Most gentlemen kept a pocket notebook in their vest pocket. Mark Twain filled about fifty with sketches and plot ideas. Beethoven was often depicted in portraits holding his, which he used for musical inspirations. Emerson was prolific and kept 263 notebooks, requiring 400 pages of indexes. He even had an index for his indexes. Men wrote prolifically, but women were the true pioneers of confessional writing. The specific subject matter that a writer chooses to focus on in this kind of intimate writing can be beneficial to them in achieving a necessary therapeutic catharsis that might not be achievable by any other means. In The Diary of a Young Girl, posthumously published in 1947, Anne Frank writes:
the minute I was alone I knew I was going to cry my eyes out. I slid to the floor in my nightgown and began by saying my prayers, very fervently. Then I drew my knees to my chest, lay my head on my arms and cried, all huddled up on the bare floor.
Painter and writer Lin van Hek has won the Age Short Story Award and has had work recently included in Best Australian Poems. This excerpt, based on an early diary entry, is written about her early relationship with her mother.
When I grew to be almost a woman I wrote in my diary that being her daughter was the ultimate mind-fuck but even then she could still make me sob openly. Tears rolled down my face, twenty years later when I thought of her dark brilliance, the subtle complex composition of raw pain that I now know is the pain of many women.
My grandmother liked to kneel in the dirt growing things. It’s healthy, she said as we lay against the rear wall of our garden soaked in sunlight waiting for a miracle. The promises of fantasy are filled with greater splendour by reality itself, she told me. I asked her, ‘Why do you believe that, Gran, does mum believe that too?’ This believing was too much of an issue to explain, said Gran. I wanted to know in my child’s way if it was a free choice or something that was forced upon you. My grandmother, I noticed, was sobering up from this conversation. She understood the functions of conserving, patching and mending but she could not tell me why my mother sometimes picked me up by my hair. (Lin van Hek, The Ballad of Siddy Church, Spinifex Press, 1997)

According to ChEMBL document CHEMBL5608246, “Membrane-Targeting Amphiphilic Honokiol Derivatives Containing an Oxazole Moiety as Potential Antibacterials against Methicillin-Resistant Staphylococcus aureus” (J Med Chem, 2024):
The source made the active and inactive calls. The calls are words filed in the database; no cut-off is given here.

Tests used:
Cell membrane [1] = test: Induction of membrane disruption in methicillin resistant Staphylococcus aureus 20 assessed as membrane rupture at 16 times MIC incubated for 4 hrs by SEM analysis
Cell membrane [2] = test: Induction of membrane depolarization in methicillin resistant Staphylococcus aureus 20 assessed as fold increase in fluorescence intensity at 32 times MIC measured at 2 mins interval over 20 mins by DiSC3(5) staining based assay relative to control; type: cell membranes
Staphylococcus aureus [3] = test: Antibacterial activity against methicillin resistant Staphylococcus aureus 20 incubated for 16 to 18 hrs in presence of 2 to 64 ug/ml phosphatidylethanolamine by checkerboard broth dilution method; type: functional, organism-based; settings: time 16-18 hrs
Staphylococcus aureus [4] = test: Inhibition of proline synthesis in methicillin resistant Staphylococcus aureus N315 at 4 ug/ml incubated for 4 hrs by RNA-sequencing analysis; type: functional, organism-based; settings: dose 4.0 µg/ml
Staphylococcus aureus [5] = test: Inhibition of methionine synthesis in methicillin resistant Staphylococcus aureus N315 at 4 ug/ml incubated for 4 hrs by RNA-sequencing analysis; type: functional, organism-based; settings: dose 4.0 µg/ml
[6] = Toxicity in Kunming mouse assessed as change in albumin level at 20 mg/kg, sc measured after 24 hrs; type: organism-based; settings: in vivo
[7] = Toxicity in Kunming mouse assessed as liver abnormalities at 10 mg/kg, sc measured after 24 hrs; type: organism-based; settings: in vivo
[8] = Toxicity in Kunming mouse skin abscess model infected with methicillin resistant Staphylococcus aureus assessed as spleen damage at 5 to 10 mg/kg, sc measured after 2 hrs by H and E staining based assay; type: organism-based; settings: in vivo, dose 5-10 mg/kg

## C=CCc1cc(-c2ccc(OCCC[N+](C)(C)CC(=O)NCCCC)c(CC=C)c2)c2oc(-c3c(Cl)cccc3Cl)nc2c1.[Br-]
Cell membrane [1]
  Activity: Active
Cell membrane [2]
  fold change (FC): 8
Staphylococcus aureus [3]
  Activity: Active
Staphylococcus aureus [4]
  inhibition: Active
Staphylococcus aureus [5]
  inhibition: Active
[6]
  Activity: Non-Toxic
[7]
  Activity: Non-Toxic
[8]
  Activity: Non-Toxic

It can be problematic writing intimately about family and loved ones while they are still very present in our lives. Not everyone is comfortable having their ‘dirty laundry’ aired in public. Also, if they are writers, they could write about you. Mark Tredinnick won the Montreal International Poetry Prize and the Cardiff International Poetry Prize. He commented that:
It’s a hard gig loving a (confessional) poet. You’re going to end up in one of her poems … I have found myself rendered in others’ poems, and though I have liked or disliked sometimes how that came out, I’m content to let each writer depict things as they see it; and I treat myself not as myself in their work, when that’s happened, but as a metaphor, a character, really, in the story they’re trying to tell. Who anyone is will never make it true and complete into anyone’s book. Literature always mythologizes, and so it should. What it makes, unless it’s a piece of journalism or a biography, is enormous moments, small stories. Small myths meant to tell us all something about our own lives, we readers. As Robert Gray once said to me, ‘if a poem isn’t fiction, it should be’.
This excerpt is dedicated to his grandfather, Rev Wesley Tredinnick:
He was not a man
and his was not a faith
That held much with dancing. Teetotal.
Charitable. Stern. Stone-cold
Sober. I think he came in that way: a stiff
black shirt and a white dog’s collar, the
In his steady hand. He lived most of his
life within an inch of one tight pastoral
trope or another.
The Christmas Eve, for instance, when I
axe in his preaching hand, and the hen
Running, heedless and headlong and
around the vegetable patch, stepping out
an absurd and touching dance of death,
until she dropped.
(Mark Tredinnick, from ‘The Ministry of Dance’, Bluewren Cantos, Pitt Street Poetry, 2013)
Any single poem or portrait can only capture certain aspects of a person. Family and friends sometimes find this kind of selected fragmentation distorts how they are represented. Suzanne Edgar was the research editor, South Australian desk, for almost three decades at the Australian Dictionary of Biography and regularly has work included in Best Australian Poems. She says: